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Should teens turn off the radio when driving?

It is something that you probably do all the time: listening to music when you drive on Pennsylvania roads. It is so natural and normal that every vehicle comes from the factory with a stereo built in. As you drive, you may not even give a second thought to the radio. Sometimes, you may flip through the channels or change the song. You may lower or raise the volume. In general, though, you do not give the radio much thought. However, have you considered how the radio may impact a new driver?

According to the Association for Psychological Science, music can be a distraction for new drivers. When a teen first gets his or her license, the skills and abilities are raw and new. They do not have the ability to tune out what is happening in the car around them, which includes the radio. They split their attention between the road and everything else inside the car. This is problem.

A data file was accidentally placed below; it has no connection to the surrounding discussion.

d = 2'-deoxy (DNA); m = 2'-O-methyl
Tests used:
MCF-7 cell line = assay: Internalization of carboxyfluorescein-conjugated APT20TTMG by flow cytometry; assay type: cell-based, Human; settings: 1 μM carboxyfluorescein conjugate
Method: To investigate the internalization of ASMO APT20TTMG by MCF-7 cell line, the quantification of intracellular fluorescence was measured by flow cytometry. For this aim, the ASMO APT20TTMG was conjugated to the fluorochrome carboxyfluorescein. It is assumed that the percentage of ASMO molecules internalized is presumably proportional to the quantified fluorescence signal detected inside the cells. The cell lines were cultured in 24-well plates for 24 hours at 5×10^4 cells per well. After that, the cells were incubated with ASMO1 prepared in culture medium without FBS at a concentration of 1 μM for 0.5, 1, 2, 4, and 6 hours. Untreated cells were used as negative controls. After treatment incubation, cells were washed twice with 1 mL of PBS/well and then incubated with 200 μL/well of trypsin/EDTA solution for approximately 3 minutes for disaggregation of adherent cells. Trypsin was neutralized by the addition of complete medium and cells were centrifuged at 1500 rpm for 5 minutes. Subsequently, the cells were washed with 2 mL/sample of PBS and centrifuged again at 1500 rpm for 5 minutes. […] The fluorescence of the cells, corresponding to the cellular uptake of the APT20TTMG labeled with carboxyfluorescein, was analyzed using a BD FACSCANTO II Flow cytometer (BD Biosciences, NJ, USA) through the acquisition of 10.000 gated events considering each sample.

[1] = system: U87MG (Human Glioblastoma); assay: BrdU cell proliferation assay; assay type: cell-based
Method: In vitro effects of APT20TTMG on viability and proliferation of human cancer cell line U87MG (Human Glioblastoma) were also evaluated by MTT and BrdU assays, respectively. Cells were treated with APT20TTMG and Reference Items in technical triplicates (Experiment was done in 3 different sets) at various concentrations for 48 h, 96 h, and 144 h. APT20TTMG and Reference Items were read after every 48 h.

Music provides the perfect situation for distracted driving. This goes beyond when they fiddle with the volume or change the station. It is just having the music play while they drive. It increases errors and mistakes. It leads to faster driving and aggression, according to studies.

Music is a highly underestimated distraction. Younger drivers need more experience before they listen to music when on the road. They need to learn to focus on what they are doing.

The good news is as a driver gains experience, music does not seem to be a distraction. So, if you are an older driver, you can listen without concern. This information is for education and is not legal advice.

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